Tess of the D'Urbervilles
by Thomas Hardy
Take a story's temperature by studying its tone. Is it hopeful? Cynical? Snarky? Playful?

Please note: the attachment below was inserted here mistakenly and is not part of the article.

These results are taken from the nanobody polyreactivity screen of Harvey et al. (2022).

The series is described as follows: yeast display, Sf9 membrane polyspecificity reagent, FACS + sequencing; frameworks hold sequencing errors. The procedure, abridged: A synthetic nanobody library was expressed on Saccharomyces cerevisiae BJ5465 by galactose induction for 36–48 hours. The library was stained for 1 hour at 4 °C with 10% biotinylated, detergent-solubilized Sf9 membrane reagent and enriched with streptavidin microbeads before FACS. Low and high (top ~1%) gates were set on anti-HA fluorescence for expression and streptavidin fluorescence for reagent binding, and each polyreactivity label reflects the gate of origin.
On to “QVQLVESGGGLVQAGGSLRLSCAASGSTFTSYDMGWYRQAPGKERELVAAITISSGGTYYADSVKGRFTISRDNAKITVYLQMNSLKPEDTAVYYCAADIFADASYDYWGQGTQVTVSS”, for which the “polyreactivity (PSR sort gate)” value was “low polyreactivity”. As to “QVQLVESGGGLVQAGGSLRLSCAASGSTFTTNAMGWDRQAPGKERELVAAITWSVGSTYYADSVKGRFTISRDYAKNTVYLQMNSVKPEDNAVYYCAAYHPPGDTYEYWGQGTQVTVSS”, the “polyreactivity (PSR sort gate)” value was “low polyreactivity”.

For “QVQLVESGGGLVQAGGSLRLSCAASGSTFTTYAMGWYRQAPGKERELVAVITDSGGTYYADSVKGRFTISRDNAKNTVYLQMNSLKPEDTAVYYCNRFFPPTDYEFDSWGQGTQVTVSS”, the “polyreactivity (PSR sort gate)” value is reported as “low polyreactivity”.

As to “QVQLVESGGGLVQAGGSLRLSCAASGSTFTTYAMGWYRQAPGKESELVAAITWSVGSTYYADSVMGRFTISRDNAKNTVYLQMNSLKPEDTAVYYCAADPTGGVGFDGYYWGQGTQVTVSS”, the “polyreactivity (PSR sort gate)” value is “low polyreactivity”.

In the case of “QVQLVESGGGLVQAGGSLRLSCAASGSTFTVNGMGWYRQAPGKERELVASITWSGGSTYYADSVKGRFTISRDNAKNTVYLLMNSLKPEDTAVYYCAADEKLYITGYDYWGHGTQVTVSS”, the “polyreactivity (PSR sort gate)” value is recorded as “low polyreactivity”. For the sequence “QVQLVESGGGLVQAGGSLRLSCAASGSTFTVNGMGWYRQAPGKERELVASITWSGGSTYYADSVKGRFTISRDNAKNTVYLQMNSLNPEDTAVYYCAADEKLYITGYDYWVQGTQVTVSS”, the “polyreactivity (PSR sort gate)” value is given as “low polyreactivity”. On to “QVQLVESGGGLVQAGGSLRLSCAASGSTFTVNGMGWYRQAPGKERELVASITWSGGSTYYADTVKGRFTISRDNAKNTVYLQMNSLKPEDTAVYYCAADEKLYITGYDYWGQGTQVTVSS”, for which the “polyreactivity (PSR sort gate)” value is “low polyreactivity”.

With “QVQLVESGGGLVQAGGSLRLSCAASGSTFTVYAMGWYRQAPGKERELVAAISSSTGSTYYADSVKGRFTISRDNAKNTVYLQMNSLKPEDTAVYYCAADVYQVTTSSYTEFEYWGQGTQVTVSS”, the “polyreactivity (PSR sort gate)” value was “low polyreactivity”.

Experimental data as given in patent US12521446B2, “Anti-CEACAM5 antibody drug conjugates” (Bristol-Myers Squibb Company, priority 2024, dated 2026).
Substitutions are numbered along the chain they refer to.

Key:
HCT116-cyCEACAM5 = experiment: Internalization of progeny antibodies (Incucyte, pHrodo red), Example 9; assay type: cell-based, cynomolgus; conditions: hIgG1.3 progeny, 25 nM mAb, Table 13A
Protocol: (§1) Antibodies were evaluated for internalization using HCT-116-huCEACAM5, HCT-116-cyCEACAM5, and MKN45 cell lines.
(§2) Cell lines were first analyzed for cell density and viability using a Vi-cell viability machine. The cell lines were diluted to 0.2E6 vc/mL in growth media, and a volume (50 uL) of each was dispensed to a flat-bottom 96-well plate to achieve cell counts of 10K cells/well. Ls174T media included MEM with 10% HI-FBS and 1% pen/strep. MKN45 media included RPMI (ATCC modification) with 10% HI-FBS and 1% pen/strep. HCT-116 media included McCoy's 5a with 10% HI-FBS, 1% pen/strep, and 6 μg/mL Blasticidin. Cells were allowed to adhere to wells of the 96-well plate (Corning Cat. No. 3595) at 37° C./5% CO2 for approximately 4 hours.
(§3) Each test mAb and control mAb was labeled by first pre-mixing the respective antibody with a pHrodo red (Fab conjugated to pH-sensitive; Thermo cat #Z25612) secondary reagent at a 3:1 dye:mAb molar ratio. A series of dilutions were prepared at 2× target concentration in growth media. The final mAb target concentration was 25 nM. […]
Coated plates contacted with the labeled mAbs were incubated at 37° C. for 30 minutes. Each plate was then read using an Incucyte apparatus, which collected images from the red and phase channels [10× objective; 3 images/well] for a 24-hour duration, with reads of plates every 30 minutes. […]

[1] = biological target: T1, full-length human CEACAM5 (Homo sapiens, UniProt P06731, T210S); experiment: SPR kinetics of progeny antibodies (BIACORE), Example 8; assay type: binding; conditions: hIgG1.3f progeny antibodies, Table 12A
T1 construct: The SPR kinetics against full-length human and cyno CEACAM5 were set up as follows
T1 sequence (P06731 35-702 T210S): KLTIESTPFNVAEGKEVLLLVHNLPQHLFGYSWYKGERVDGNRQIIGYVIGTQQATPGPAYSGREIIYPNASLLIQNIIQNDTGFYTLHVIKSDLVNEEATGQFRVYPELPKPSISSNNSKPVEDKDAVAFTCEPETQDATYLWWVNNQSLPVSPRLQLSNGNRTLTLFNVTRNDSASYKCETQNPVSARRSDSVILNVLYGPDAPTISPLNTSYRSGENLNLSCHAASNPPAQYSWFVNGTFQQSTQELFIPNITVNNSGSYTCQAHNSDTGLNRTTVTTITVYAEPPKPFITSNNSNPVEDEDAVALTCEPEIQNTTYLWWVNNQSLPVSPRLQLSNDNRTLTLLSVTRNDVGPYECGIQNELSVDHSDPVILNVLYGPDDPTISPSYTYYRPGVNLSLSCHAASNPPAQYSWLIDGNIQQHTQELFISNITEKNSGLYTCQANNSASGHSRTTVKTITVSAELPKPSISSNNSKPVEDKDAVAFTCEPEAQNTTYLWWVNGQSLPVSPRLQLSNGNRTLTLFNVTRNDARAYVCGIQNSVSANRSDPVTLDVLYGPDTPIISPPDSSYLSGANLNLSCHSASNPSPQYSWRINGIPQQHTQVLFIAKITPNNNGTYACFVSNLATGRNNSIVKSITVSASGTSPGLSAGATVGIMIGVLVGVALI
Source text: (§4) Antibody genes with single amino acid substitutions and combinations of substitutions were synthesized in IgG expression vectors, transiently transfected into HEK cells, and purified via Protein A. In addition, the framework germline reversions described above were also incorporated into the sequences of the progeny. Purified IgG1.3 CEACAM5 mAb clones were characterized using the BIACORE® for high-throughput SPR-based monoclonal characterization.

When the narrator is describing the landscape, he adopts the tone of a passing observer – someone who is interested in what's going on, but not someone who's really invested in any of it. During climactic or very emotional moments, he adopts a more sympathetic tone. For the most part, that sympathy is more of a general sympathy – the kind of pity anyone would feel for someone suffering as Tess does. That universal sympathy makes the reader identify even more with Tess.